• Books

    Lethal White by Robert Galbraith

    Spoilers Alert: If you wish to know absolutely nothing about the plot of these books, please do not read the review. I usually do not reveal key plot details. I could not avoid it with this review as I critiqued a similar plot device used in this series.

    Harry Potter meant a lot to me as an adolescent and I have read most of J. K. Rowling’s books and will continue to read her books. I think she has improved as a writer. I really enjoyed reading this novel for a lot of ways, but by the end, I couldn’t give it a 4/5 stars. I have become fairly generous with four stars, but somethings bothered me too much.

    There are relationship issues in all of these novels with Strike, Robin, and their significant or ex significant others. This is focused more heavily in the first fifth of the novel, but then gives way to the actual mystery which I appreciated. I really can’t stand the dance between Strike/Robin. I do not really care for the angst that has been introduced and likely will be set up for the future. I much prefer to read them as partners in solving mysteries. While I understand all of their predicaments, I’ve had to slough through Robin’s life with the prick Matthew and Strike’s man pain and Charlotte issues. It has dragged on for four books and sadly, will likely drag on.

    As someone who has lived in London, it is a character in these novels as settings usually can be in mysteries. I have appreciated the detail Rowling goes into with the setting and the characters. The novel had many pubs, restaurants, and homes in London. I really liked the details that you can only get from a long novel like this.

    The novel had many characters for these settings. At first, I actually liked that there were so many suspects and secondary/tertiary character stories. Some of the suspicious characters were interesting and I didn’t mind the extra world building. The red herrings threw me off at first; however, after awhile, I began to see some of the foreshadowing clues. That in itself is not a big issue, but the longer the book was and the more details that were added, I wondered how the writer would resolve it. Disappointingly, the climax was a drawn out exposition between good and bad. By this time, I had predicted the mastermind but not the details so while I liked reading those details, it was contrived. More annoyingly, Robin was in peril again with the villain! That is two books in a row. She is pivotal to the plot and the villain does take an interest to her, but it is cheap it has to happen again. It makes her look stupid and naive.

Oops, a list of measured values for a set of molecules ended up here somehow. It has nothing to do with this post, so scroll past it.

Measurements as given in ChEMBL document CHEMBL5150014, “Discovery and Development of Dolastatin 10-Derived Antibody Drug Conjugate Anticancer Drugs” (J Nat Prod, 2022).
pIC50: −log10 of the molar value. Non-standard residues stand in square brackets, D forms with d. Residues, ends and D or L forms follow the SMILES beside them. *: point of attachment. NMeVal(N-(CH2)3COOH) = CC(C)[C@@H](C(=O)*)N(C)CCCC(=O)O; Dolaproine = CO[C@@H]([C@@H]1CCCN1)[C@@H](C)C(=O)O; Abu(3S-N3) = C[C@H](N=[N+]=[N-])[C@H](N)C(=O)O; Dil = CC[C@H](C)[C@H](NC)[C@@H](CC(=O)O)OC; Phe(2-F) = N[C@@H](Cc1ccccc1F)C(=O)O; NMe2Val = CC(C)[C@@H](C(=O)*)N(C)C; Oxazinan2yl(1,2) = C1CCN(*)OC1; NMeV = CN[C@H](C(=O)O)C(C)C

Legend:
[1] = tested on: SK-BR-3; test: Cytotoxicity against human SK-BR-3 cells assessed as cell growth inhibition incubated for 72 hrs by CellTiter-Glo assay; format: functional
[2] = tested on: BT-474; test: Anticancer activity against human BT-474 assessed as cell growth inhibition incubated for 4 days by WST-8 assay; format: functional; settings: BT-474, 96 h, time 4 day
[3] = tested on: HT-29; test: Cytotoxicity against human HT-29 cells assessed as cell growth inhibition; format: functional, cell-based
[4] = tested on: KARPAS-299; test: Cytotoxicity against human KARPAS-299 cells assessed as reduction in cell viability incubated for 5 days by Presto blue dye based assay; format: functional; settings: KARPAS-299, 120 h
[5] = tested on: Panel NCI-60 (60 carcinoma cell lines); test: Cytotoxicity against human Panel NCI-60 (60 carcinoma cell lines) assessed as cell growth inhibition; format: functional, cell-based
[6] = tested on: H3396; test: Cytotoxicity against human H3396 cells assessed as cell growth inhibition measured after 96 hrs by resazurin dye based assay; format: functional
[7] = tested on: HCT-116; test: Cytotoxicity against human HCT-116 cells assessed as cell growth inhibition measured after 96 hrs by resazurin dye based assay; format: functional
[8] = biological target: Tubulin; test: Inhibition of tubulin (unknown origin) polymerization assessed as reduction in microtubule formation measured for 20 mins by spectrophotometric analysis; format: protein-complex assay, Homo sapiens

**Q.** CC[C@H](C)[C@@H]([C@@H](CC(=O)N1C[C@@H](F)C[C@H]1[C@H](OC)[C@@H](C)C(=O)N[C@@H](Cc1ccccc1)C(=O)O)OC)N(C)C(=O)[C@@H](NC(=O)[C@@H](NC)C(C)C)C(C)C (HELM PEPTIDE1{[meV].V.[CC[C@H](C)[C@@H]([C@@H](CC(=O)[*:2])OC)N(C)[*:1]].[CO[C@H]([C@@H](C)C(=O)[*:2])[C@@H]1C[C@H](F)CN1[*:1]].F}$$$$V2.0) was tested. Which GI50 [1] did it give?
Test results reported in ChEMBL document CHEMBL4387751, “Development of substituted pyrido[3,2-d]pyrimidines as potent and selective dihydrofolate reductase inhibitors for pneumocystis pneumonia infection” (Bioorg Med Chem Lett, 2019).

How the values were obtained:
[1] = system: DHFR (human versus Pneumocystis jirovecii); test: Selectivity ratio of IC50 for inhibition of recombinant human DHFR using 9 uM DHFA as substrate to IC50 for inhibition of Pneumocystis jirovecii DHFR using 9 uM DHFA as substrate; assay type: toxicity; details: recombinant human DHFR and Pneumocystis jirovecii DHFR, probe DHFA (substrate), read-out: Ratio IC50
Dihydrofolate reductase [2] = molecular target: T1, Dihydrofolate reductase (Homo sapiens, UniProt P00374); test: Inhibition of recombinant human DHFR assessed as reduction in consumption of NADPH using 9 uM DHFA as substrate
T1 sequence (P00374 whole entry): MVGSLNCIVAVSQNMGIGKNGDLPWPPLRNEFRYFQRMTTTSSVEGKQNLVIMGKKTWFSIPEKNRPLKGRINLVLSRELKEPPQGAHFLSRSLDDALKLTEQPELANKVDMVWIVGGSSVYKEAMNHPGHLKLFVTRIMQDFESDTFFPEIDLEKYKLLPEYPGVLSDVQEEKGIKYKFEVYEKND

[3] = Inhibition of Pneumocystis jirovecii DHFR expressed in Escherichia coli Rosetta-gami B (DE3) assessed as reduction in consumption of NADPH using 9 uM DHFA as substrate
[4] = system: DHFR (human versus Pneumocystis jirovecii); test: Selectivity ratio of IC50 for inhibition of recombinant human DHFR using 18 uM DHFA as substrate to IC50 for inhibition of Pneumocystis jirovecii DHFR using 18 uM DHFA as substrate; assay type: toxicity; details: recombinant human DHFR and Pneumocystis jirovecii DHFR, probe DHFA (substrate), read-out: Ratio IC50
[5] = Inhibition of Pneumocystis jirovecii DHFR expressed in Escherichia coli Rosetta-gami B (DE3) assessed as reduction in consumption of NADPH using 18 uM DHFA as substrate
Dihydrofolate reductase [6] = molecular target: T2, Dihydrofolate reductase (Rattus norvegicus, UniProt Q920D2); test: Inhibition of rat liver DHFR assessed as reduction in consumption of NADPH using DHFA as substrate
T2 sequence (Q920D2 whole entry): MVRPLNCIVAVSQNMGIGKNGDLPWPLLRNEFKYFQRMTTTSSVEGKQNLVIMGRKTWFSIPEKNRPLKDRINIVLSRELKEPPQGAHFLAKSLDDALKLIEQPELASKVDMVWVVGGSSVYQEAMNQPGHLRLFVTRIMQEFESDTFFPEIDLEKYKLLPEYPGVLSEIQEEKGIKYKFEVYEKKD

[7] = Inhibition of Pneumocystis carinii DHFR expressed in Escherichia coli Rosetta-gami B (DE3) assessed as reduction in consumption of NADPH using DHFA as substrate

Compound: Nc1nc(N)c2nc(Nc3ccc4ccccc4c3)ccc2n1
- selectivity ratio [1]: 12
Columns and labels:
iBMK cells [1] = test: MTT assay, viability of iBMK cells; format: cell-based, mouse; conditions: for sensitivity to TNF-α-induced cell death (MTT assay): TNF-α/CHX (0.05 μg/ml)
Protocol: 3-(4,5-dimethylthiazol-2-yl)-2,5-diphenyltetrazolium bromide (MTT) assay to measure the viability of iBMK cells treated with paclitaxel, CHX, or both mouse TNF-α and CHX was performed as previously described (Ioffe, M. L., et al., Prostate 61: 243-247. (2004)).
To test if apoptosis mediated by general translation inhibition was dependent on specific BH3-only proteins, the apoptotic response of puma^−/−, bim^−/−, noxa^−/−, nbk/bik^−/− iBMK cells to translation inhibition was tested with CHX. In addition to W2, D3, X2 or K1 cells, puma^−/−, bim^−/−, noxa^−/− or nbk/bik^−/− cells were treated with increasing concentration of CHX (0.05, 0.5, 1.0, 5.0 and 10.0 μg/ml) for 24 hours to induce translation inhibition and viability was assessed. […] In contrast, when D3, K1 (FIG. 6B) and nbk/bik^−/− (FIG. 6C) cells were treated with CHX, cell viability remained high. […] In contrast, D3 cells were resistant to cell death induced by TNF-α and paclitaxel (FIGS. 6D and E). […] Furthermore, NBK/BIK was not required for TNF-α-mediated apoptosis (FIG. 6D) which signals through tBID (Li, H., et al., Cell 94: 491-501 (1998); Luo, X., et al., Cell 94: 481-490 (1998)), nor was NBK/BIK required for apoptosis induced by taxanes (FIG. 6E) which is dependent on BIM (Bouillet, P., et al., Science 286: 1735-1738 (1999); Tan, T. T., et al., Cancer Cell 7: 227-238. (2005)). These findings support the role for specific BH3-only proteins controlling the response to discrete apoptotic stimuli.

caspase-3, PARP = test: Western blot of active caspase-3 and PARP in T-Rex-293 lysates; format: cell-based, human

I still like Robin, Strike, and most of the supporting characters in this series. I still love the setting and most of the writing, but I did feel a bit deflated at the end. I was having a bad weekend when I finished so it did factor in, but I can’t escape my ambivalence about the ending. I will still read the next book and hope that that there are changes to the lives of the characters and the climactic moments.